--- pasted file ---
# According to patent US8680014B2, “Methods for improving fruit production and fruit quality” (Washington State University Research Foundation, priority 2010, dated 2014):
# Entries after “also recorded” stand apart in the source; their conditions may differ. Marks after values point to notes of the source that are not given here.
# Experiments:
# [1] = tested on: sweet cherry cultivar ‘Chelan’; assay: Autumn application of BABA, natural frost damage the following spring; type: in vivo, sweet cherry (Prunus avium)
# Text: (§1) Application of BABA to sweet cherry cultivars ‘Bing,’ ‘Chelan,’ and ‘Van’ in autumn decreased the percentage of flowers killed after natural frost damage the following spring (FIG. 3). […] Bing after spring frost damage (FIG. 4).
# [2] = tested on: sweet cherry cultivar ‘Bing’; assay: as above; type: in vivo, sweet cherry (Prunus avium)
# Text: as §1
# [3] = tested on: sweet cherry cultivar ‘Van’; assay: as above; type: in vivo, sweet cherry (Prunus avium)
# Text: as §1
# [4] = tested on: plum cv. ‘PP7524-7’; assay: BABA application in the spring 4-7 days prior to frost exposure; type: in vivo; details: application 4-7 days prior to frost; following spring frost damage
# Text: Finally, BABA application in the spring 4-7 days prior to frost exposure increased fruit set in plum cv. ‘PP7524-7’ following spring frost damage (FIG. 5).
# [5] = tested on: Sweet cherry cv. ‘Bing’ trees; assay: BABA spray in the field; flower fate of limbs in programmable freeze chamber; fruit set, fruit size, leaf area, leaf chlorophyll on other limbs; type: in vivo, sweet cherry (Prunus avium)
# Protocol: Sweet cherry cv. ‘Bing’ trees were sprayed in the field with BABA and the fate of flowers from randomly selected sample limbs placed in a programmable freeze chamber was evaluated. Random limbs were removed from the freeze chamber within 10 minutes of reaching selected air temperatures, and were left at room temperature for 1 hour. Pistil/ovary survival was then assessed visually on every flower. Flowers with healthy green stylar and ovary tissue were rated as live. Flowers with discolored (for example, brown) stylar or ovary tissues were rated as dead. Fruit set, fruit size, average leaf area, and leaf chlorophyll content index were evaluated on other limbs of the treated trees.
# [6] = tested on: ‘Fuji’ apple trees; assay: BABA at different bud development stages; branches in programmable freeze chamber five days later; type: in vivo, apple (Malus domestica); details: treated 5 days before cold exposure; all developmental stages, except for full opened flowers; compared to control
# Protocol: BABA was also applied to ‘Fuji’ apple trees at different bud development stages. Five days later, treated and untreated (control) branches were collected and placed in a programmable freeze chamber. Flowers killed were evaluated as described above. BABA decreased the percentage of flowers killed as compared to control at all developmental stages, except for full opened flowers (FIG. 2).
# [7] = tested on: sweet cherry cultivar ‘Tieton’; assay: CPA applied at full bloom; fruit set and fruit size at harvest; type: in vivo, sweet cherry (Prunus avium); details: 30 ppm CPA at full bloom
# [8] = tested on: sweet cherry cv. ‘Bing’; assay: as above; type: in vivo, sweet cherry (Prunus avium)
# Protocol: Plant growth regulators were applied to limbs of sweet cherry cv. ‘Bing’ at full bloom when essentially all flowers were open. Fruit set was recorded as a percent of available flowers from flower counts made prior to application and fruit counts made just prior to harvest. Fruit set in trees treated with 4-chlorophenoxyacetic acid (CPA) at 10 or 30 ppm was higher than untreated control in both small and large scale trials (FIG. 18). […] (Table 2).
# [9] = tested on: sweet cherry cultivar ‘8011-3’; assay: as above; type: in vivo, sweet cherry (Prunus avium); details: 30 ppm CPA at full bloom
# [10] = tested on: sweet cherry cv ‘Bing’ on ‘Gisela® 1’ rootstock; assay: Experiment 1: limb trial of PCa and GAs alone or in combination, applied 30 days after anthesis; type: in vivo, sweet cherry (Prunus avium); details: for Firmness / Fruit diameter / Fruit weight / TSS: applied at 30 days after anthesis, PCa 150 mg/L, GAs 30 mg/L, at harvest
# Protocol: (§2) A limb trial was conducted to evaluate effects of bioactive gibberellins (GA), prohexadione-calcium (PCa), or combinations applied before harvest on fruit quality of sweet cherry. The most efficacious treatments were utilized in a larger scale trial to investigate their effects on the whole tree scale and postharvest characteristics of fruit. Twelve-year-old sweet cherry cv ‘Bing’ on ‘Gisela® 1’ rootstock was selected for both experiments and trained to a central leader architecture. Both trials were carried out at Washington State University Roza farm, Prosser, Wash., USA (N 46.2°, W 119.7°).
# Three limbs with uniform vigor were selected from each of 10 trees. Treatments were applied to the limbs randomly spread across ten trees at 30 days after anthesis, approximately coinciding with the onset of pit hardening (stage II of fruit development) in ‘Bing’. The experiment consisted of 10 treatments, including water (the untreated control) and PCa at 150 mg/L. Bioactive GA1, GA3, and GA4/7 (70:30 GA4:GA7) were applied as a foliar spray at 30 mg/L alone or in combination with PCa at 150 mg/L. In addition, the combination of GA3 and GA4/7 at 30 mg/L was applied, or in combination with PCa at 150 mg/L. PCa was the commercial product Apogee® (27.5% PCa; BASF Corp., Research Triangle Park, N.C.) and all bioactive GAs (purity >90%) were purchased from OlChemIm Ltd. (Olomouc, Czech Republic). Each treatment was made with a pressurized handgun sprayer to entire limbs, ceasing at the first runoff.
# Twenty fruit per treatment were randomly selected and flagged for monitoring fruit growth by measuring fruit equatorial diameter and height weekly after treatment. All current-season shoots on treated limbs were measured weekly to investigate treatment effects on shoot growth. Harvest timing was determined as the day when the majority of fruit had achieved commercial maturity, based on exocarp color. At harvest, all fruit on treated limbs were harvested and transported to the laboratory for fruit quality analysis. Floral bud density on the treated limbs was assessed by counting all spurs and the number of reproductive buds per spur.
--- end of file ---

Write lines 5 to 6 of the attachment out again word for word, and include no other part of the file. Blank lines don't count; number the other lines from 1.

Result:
# Text: (§1) Application of BABA to sweet cherry cultivars ‘Bing,’ ‘Chelan,’ and ‘Van’ in autumn decreased the percentage of flowers killed after natural frost damage the following spring (FIG. 3). […] Bing after spring frost damage (FIG. 4).
# [2] = tested on: sweet cherry cultivar ‘Bing’; assay: as above; type: in vivo, sweet cherry (Prunus avium)